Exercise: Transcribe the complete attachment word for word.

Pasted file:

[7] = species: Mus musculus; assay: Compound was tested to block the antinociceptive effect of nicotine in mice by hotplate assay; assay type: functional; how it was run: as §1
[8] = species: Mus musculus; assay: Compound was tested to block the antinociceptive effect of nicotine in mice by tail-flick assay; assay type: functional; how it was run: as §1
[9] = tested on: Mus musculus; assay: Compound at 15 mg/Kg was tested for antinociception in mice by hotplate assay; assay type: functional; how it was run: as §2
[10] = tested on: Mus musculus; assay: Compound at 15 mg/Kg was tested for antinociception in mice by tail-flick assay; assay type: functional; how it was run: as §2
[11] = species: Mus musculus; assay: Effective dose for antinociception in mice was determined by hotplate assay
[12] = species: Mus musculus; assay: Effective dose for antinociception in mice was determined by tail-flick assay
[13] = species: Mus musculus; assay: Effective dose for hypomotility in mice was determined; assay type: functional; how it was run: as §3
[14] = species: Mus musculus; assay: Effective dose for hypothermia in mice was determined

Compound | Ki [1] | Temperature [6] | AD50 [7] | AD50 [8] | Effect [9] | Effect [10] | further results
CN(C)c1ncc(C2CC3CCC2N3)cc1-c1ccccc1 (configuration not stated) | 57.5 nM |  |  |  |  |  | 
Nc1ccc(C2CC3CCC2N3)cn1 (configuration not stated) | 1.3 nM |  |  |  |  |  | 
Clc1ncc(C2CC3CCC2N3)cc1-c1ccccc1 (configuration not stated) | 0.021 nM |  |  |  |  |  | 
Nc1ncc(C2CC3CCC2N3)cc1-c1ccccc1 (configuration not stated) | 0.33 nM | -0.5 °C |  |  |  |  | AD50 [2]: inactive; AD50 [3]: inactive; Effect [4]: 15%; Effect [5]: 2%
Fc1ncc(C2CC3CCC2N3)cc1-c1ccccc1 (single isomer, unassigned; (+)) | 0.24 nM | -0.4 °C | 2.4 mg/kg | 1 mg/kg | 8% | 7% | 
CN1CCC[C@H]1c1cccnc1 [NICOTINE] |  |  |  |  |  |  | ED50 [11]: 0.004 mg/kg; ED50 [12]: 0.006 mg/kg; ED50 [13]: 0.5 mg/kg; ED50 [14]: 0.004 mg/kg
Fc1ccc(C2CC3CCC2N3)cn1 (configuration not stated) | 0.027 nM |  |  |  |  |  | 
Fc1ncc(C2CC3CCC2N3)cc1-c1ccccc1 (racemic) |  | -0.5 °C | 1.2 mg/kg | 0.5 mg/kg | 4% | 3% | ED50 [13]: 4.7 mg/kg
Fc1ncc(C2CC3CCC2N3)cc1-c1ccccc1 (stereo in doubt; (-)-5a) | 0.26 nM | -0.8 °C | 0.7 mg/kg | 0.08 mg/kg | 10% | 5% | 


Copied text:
[7] = species: Mus musculus; assay: Compound was tested to block the antinociceptive effect of nicotine in mice by hotplate assay; assay type: functional; how it was run: as §1
[8] = species: Mus musculus; assay: Compound was tested to block the antinociceptive effect of nicotine in mice by tail-flick assay; assay type: functional; how it was run: as §1
[9] = tested on: Mus musculus; assay: Compound at 15 mg/Kg was tested for antinociception in mice by hotplate assay; assay type: functional; how it was run: as §2
[10] = tested on: Mus musculus; assay: Compound at 15 mg/Kg was tested for antinociception in mice by tail-flick assay; assay type: functional; how it was run: as §2
[11] = species: Mus musculus; assay: Effective dose for antinociception in mice was determined by hotplate assay
[12] = species: Mus musculus; assay: Effective dose for antinociception in mice was determined by tail-flick assay
[13] = species: Mus musculus; assay: Effective dose for hypomotility in mice was determined; assay type: functional; how it was run: as §3
[14] = species: Mus musculus; assay: Effective dose for hypothermia in mice was determined

Compound | Ki [1] | Temperature [6] | AD50 [7] | AD50 [8] | Effect [9] | Effect [10] | further results
CN(C)c1ncc(C2CC3CCC2N3)cc1-c1ccccc1 (configuration not stated) | 57.5 nM |  |  |  |  |  | 
Nc1ccc(C2CC3CCC2N3)cn1 (configuration not stated) | 1.3 nM |  |  |  |  |  | 
Clc1ncc(C2CC3CCC2N3)cc1-c1ccccc1 (configuration not stated) | 0.021 nM |  |  |  |  |  | 
Nc1ncc(C2CC3CCC2N3)cc1-c1ccccc1 (configuration not stated) | 0.33 nM | -0.5 °C |  |  |  |  | AD50 [2]: inactive; AD50 [3]: inactive; Effect [4]: 15%; Effect [5]: 2%
Fc1ncc(C2CC3CCC2N3)cc1-c1ccccc1 (single isomer, unassigned; (+)) | 0.24 nM | -0.4 °C | 2.4 mg/kg | 1 mg/kg | 8% | 7% | 
CN1CCC[C@H]1c1cccnc1 [NICOTINE] |  |  |  |  |  |  | ED50 [11]: 0.004 mg/kg; ED50 [12]: 0.006 mg/kg; ED50 [13]: 0.5 mg/kg; ED50 [14]: 0.004 mg/kg
Fc1ccc(C2CC3CCC2N3)cn1 (configuration not stated) | 0.027 nM |  |  |  |  |  | 
Fc1ncc(C2CC3CCC2N3)cc1-c1ccccc1 (racemic) |  | -0.5 °C | 1.2 mg/kg | 0.5 mg/kg | 4% | 3% | ED50 [13]: 4.7 mg/kg
Fc1ncc(C2CC3CCC2N3)cc1-c1ccccc1 (stereo in doubt; (-)-5a) | 0.26 nM | -0.8 °C | 0.7 mg/kg | 0.08 mg/kg | 10% | 5% | 